I eat a relatively low-carb diet, and as a result, eat very little bread indeed. I literally cannot remember the last time I ate a sandwich, for instance. And when I do eat bread, I tend to opt for a thin slice or two of dark rye bread. I prefer rye to wheat bread partly because it releases sugar more slowly into the bloodstream. Also, in my experience, rye is less ‘allergenic’ than wheat, meaning that it’s less likely to trigger unwanted reactions that can manifest as, say, abdominal discomfort, bloating and fatigue.
Now there’s another reason to opt for rye bread over wheat: a study published in this month’s Journal of Nutrition has found that it is more effective at maintaining bowel regularity . In this study of constipated adults, rye bread (compared to wheat bread) eased the passing of stools, and upped their frequency too. It also reduced the amount of time it took for food to make its way along the length of the gut.
Rye bread is, of course, not the only food that may help maintain regularity in the bowel. Other relatively-fibre rich foods that can play a role here include oats, beans, pulses, and fruit and veg. Note I have omitted ‘bran’-rich foods such as high-fibre breakfast cereals and breads. As I mentioned above, I find wheat to be quite a common allergen, and wheat-bran fibre itself does often seem to be irritant to the gut.
Other natural approaches to constipation, for those with a tendency to this issues, include:
1. Use natural bulking agents
An effective and convenient way to increase your fibre intake is to add a natural bulking agent to the diet. 1 or 2 dessertspoonfuls of linseeds each day usually have the desired effect.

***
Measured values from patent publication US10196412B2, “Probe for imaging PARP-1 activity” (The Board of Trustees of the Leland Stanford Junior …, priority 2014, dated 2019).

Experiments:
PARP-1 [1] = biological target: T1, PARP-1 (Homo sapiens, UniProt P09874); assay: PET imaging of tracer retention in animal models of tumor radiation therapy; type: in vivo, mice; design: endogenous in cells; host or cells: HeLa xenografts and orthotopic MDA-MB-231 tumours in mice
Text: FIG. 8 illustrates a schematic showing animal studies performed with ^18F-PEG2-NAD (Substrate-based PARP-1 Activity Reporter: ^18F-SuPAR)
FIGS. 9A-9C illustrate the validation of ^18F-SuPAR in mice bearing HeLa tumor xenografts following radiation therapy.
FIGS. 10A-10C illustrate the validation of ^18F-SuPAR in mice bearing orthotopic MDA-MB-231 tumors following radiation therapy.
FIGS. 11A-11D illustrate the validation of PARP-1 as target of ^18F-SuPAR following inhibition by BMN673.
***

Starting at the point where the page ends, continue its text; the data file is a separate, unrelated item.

2. Drink more water
Without water, waste in the gut can become dry and stuck; a bit like the cork in the neck of a wine bottle. Drink enough water to keep your urine pale yellow in colour throughout the course of the day.
3. Be active
Regular exercise is well known to help relieve constipation. Aim to take about half and hour’s worth of aerobic exercise such as brisk walking or jogging on most days.
4. Take magnesium
Magnesium is important to help keep the muscles in the lining of the gut working normally. Eating nuts and green leafy vegetables will help keep magnesium intake up, but supplementation (about 400 mg per day) may help too.
5. Always respond to the call of nature
Failing to respond to the urge to open your bowels may condition your body to suppress this reflex and worsen constipation in the long term. Whenever possible, let nature take its course.
6. Squat, don’t sit
Squatting, rather than sitting, is believed to be a better anatomical position for effective elimination of waste from the bowel. Putting your feet up on the bathroom bin may just help tip the balance in your favour.
7. Optimise thyroid function
Low thyroid function (hypothyroidism) can cause constipation. Common symptoms of this condition include weight gain, fatigue, sensitivity to cold, dry skin and hair, and low mood. Individuals with some or all of these symptoms should, in the first instance, discuss the possibility of hypothyroidism with their doctor. However, it needs to be borne in mind that conventional tests for thyroid function are not a reliable as some would have us believe. See here for more on this.
Please note: Constipation can sometimes be the results of a tumour in the colon, so a persistent change in bowel habit needs to be reported to one’s doctor.
1. Holma R, et al. Constipation Is Relieved More by Rye Bread Than Wheat Bread or Laxatives without Increased Adverse Gastrointestinal Effects. Journal of Nutrition 2010;140(3):534-541